See below for answers to common questions
How do I check for insurance coverage through The Lactation Network?
Verify if your plan is supported through The Lactation Network by completing the form found at The Lactation Network to request an appointment with Wellspring Lactation
Once the form has been submitted the team at The Lactation Network will review your claim and provide an emailed response within one business day
One of our Wellspring Lactation Consultants will reach out to you to schedule
If The Lactation Network approves your claim your cost for the consult will be covered (excluding any travel charges).
If it is not covered we offer a Superbill so you can present this to your insurance provider for reimbursement
Preparing for an
Try to plan so your baby will be willing to eat for the consult but make sure your baby won’t be too hungry because baby may be too fussy. Arrange for someone to help with other children or pets. Have feeding items, pump, and pump parts available if needed. A support person is welcome to join the consult. It is nice to have another person there to help remember tips. They can also learn how to support you more.
Preparing for a Virtual Consult
Find a comfortable place with good lighting and a good internet connection. Try to plan so your baby will be willing to eat for the consult but make sure your baby won’t be too hungry because baby may be too fussy. Arrange for someone to help with other children or pets. Have feeding items, pump, and pump parts available if needed. A support person is welcome to join the consult. It is nice to have another person there to adjust the camera and help remember tips. They can also learn how to support you more.
When should I see a Lactation Consultant?
See a lactation consultant (IBCLC-International Board-Certified Lactation Consultant) if you are having pain, concerned about your milk supply, or concerned about how your baby is latching, breastfeeding, or gaining weight.
How do I know when my baby is hungry?
Babies show us signs called feeding cues when they are ready to eat such as, opening mouth widely “rooting”, sucking on hands, sticking tongue out, sucking motions, or turning towards anything that nears the mouth. Crying is a late sign of hunger. Try to feed your baby when showing early cues as this helps with latching. Sometimes babies will suck on their hands when they are trying to soothe themselves, although they may not be hungry. Try burping, walking, rocking, and swaying to try to soothe. If they continue to suck on their hand, then feed again.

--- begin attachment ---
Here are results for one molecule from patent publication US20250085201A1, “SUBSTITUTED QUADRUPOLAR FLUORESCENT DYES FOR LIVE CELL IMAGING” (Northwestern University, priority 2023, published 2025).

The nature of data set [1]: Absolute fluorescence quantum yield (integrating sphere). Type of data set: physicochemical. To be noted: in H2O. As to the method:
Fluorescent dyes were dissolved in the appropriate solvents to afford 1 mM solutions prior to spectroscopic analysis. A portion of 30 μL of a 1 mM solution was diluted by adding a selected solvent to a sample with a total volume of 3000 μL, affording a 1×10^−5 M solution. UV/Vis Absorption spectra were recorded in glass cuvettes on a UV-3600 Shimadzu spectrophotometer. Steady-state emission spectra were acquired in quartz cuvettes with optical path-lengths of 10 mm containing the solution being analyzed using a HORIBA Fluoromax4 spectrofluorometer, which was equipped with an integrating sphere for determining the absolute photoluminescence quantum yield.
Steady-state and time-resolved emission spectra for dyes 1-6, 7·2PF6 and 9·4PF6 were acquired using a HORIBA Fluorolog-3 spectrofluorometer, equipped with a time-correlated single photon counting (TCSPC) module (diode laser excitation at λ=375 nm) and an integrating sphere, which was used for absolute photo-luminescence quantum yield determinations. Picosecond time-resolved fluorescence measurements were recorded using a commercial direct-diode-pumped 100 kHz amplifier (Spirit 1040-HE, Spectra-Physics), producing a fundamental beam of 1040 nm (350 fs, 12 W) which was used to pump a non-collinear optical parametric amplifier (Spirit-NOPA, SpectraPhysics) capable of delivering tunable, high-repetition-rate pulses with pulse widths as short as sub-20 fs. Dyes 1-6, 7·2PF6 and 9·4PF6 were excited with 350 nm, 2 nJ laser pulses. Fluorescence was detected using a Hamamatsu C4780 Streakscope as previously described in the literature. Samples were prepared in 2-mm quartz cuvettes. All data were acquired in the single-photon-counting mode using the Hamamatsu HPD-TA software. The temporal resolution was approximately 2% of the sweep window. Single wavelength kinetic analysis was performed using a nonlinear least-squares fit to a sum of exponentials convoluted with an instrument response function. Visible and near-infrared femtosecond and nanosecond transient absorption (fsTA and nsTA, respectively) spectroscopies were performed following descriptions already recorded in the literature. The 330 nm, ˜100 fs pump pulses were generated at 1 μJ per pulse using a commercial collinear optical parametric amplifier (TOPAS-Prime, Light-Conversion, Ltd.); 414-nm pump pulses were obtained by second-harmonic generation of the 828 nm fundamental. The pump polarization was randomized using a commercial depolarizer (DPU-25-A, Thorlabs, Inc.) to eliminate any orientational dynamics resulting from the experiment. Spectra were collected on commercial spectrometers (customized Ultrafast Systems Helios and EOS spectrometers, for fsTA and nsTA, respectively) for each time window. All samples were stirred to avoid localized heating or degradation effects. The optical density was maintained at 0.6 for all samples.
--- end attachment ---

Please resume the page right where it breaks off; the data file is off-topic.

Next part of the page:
How do I know if my baby is getting enough to eat?
Your baby, should be getting the recommended daily amounts of wet and stooled diapers, showing that "what goes in, comes out".
You should be hearing frequent swallowing while breastfeeding. Your breasts should feel fuller before the feeding and softer afterward. Your baby should be content after the feeding. If your baby is nursing longer than 40 minutes routinely or appears to have low energy, then follow up with a lactation consultant.
How much weight should my baby be gaining?
Babies usually lose weight in the first few days (sometimes up to 8-10%).
They start to gain weight starting on day 3-5. They typically regain their birth weight by 10-14 days. Feeding 8 or more feedings in 24 hours with any feeding cues will help prevent high weight loss. After day 5, typical weight gain should be about 5-7 oz. per week (20-30 grams/day or ¾ oz.-1oz/day).
What is colostrum?
What is colostrum? Colostrum is the first milk, and it is produced as early as 20 weeks of pregnancy. Colostrum is often called “liquid gold” and is usually yellow or clear in color. It is very thick and in the first 3 days, baby only needs a few drops to a teaspoon (about 5mls). Colostrum contains antibodies and protects against infection. It lines the stomach and intestines and protects from invading organisms. The frequent removal of colostrum during breastfeeding, hand expression, and pumping leads to additional milk production.
When should my milk come in?
When you are about 20 weeks pregnant, your breasts have the first milk called colostrum ready. When your breasts are stimulated, and colostrum is removed, it tells your body to make more colostrum and then make the next milk. This next milk, transitional milk, typically comes in between 3-5 days after your baby is born. As a result, your breasts will feel fuller, heavier, and often larger. At this time, you will hear your baby swallowing more frequently, and your baby’s stools will change to look a little like mustard cottage cheese (yellow, seedy).